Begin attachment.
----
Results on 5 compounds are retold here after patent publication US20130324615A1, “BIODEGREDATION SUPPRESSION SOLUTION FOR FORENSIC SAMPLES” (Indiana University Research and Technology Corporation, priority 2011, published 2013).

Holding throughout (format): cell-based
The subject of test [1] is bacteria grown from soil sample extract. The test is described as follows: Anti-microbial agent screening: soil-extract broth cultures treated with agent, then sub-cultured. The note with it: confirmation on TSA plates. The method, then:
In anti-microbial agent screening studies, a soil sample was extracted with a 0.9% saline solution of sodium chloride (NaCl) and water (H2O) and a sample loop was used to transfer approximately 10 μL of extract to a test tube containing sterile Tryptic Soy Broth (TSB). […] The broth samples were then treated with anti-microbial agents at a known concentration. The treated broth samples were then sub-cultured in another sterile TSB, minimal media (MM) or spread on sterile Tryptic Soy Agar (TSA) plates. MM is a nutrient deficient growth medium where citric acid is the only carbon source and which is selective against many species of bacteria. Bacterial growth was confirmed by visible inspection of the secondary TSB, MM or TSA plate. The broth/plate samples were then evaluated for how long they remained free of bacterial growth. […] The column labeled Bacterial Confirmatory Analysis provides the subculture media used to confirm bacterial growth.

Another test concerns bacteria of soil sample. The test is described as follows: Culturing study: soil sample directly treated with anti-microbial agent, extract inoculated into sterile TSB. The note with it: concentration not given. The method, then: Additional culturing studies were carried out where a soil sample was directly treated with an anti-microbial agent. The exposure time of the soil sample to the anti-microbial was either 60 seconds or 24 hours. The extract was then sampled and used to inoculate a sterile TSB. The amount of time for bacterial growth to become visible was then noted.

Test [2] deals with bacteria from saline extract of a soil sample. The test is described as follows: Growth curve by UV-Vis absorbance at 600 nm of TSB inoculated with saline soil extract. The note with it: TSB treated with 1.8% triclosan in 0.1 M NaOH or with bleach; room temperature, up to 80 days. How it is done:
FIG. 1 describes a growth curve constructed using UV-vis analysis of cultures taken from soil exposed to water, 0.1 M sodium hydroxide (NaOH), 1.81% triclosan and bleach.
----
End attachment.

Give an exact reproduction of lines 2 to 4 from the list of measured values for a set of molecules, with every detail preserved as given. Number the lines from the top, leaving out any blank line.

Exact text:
Holding throughout (format): cell-based
The subject of test [1] is bacteria grown from soil sample extract. The test is described as follows: Anti-microbial agent screening: soil-extract broth cultures treated with agent, then sub-cultured. The note with it: confirmation on TSA plates. The method, then:
In anti-microbial agent screening studies, a soil sample was extracted with a 0.9% saline solution of sodium chloride (NaCl) and water (H2O) and a sample loop was used to transfer approximately 10 μL of extract to a test tube containing sterile Tryptic Soy Broth (TSB). […] The broth samples were then treated with anti-microbial agents at a known concentration. The treated broth samples were then sub-cultured in another sterile TSB, minimal media (MM) or spread on sterile Tryptic Soy Agar (TSA) plates. MM is a nutrient deficient growth medium where citric acid is the only carbon source and which is selective against many species of bacteria. Bacterial growth was confirmed by visible inspection of the secondary TSB, MM or TSA plate. The broth/plate samples were then evaluated for how long they remained free of bacterial growth. […] The column labeled Bacterial Confirmatory Analysis provides the subculture media used to confirm bacterial growth.